Like in most palace attractions, the entrance fee is waived if you’re wearing hanbok. Your entrance is also free if you have a Discover Seoul Pass.

This place is huge, so plan for a few hours of exploration. There’s the National Palace Museum, which houses artifacts, exhibits, and royal treasures from royal families; the scenic Hyangwonjeong Pavilion; Gyeonghoeru Pavilion or the Floating Pavilion, and more.

There are also special performances and ceremonies like the changing of guards which takes place every 10 a.m. and 2 p.m. in front of the Gwanghwamun Gate.

Yellow Balloon City Bus

Money saved: KRW20,000 (adults), KRW15,000 (children above 6)

The Blue House

Presidential Residence

President's receiving room

The Blue House

Presidential Residence

President's receiving room


Seoul has hop-on-hop-off buses that conveniently let you get off at places near tourist spots. We decided to ride the Yellow Balloon City Bus, which only offers a Traditional Culture Course for Discovery Seoul Pass holders.

The bus passes through downtown Seoul, past palaces, and large traditional markets. We decided to get off first at Cheongwadae, which is also known as the Blue House. This recently opened public park holds immense significance as it was formerly the presidential residence and diplomatic heart of South Korea since 1948.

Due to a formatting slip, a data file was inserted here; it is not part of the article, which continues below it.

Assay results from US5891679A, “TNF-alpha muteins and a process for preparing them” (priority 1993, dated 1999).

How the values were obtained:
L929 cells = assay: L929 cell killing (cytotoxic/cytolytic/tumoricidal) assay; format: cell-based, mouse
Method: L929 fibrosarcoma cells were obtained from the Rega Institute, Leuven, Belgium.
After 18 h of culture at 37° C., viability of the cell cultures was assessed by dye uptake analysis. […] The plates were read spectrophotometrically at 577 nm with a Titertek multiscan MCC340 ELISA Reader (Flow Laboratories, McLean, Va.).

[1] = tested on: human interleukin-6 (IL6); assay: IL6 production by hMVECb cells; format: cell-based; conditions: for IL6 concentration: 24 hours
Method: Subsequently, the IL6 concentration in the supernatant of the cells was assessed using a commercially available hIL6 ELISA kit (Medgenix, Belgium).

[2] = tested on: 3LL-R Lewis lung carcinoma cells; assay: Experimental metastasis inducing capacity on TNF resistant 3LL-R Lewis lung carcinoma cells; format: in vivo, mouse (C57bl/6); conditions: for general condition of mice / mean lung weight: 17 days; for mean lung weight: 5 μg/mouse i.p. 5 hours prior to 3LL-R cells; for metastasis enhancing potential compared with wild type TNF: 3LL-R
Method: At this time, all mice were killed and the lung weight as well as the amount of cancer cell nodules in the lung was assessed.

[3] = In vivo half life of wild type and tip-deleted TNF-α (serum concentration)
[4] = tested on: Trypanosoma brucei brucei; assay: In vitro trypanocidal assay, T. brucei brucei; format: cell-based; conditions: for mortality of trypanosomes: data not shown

Entrance is free, and while we mostly saw local visitors during our visit, that's likely because it's still a new attraction. It only became accessible to the public in May 2022—the first time after 74 years.

I highly recommend this place to be added to your itinerary. Here, you can explore the presidential residence and main office building, where the Presidents once hosted guests and held social events. The surrounding park offers a tranquil escape, with plenty of benches for sightseers.

After the park, we hopped back on the bus and made our way toward Tongin Market for a unique lunch experience. Established in 1941, the market originally catered to Japanese residents during the occupation. After the Korean War, it transformed into a place for Korean street vendors.

Tongin Market

Its claim to fame? Customizable dosirak, or lunchboxes. Grab brass coins called yeopjeong and wander the stalls, choosing bites to fill your own personalized box. It's a must-try for anyone seeking a taste of Korean tradition with a twist.

Dosirak or lunch box meal

After having late lunch, we then went to Myeongdong (probably our third time this trip), for some shopping, and ended the day in Gwangjang Market where we had raw octupus and jeon from a random stall, and noodle soup from the ahjumma who was featured in the Netflix show, Street Food.

AREX (Airport Railroad Express)

KRW9,500 (adults), KRW7,500 (kids), P364

For our departure, we used our pass to get tickets on the AREX (Airport Railroad Express) Express Train. This is the ultimate time-saver, taking you straight from Seoul Station to Incheon International Airport in no time. Plus, the comfortable seating, wheelchair-accessible restrooms, and free Wi-Fi ensure a smooth journey.

Total: KRW116,500 or P4,875
We saved: P2,796